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I thought the implication was that one of the Pz IIIs got it.
Adonis died after moving from hull down, presumably from a long 50 PzIII.
Apollo was last mentioned picking off on of the German tanks
I think Achilles then gets swarmed by a PzII at close range.
Then Apollo's crew are bailing out and getting machined gunned.

I kind of wondered if a line or two had been cut? Or was it just from Achilles perspective the next thing they saw was Apollo bailing and they don't know what happened?
 

Coulsdon Eagle

Monthly Donor
Not entirely happy with that update, it really could have gone either way, but getting an early look at the improved Panzer III and the problem of needed capped AP for the 2-pdr earlier than OTL was too good an opportunity to pass up. OTL, the Germans found the oasis undefended.
Allan
Not sure why you aren't happy. Seemed reasonable enough to me. The British didn't have it their own way and suffered heavy casualties in the tanks. Very realistic. Much as I like reading about Fascist reverses, it can't be the Allies rolling double-sixes every time.
 
A small isolated garrison watching an open flank is always going to get a hammering. That they just managed to hold is really all that could be hoped for. The next attack on the oasis won't be a probing attack and unless reinforced it will fall.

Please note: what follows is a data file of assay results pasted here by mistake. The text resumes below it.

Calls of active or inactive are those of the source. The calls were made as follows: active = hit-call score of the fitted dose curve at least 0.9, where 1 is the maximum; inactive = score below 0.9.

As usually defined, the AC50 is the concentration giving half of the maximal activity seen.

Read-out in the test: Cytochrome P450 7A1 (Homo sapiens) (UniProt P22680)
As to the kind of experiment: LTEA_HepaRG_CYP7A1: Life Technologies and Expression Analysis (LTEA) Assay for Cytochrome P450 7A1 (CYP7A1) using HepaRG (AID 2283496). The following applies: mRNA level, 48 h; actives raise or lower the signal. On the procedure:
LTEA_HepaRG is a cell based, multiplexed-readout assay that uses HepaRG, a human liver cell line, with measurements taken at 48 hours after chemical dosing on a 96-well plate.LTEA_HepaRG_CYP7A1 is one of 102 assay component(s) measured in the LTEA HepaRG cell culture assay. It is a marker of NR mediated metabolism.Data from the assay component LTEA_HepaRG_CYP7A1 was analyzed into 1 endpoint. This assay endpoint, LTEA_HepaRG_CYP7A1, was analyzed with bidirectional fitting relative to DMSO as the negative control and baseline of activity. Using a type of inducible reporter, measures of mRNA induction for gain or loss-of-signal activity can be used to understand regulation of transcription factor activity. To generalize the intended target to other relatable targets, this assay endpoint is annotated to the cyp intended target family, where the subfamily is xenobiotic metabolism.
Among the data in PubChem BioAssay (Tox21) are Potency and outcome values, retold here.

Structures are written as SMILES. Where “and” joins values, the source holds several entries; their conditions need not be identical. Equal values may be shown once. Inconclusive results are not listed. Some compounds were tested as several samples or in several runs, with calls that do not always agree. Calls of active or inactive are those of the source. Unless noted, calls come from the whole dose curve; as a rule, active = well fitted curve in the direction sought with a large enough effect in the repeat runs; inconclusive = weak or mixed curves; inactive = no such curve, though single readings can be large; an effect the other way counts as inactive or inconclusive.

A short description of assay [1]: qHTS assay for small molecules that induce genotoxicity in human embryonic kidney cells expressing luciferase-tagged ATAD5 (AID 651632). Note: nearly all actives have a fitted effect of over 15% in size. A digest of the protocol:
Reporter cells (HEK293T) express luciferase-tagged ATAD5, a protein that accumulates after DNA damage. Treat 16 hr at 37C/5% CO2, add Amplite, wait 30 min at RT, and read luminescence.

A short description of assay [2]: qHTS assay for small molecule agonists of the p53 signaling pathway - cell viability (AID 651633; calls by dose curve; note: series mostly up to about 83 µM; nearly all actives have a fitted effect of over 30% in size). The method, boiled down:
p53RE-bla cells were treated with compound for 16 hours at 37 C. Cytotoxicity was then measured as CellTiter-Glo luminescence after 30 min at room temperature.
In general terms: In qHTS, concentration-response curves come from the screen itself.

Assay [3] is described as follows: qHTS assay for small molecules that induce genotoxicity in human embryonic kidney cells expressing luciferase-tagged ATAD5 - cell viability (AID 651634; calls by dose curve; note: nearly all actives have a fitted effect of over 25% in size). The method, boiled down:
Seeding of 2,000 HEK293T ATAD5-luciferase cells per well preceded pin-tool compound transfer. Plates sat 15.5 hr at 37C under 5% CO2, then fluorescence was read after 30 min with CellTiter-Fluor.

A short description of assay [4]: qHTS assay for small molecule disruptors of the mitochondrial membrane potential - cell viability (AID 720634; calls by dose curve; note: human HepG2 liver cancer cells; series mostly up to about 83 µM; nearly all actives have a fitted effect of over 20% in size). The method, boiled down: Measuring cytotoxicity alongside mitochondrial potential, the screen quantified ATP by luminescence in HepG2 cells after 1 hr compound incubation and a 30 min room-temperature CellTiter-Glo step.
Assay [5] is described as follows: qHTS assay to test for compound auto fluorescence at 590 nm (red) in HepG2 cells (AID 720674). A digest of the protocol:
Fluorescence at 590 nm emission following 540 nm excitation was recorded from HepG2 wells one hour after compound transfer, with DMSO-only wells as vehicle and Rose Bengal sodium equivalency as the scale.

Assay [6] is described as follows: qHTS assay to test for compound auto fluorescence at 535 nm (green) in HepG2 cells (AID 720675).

Not sure why you aren't happy. Seemed reasonable enough to me. The British didn't have it their own way and suffered heavy casualties in the tanks. Very realistic. Much as I like reading about Fascist reverses, it can't be the Allies rolling double-sixes every time.
Wonder if the British realise the value of the Valiants as intel for the Germans as much as they realise the value of the uparmoured / upgunned PzIII. You would hope so but can see a German tanker doing the same as Allsup once the oasis is finally overrun.
 
The big thing from that engagement will be that if any German tankers survived then the realisation of the new British tank will be taking hold.
 
The big thing from that engagement will be that if any German tankers survived then the realisation of the new British tank will be taking hold.
They won't know there are two versions yet and will assume they are all matched by the upgraded Panzer III. That's going to bite them in the backside when the Germans run into the Infantry Tank versions.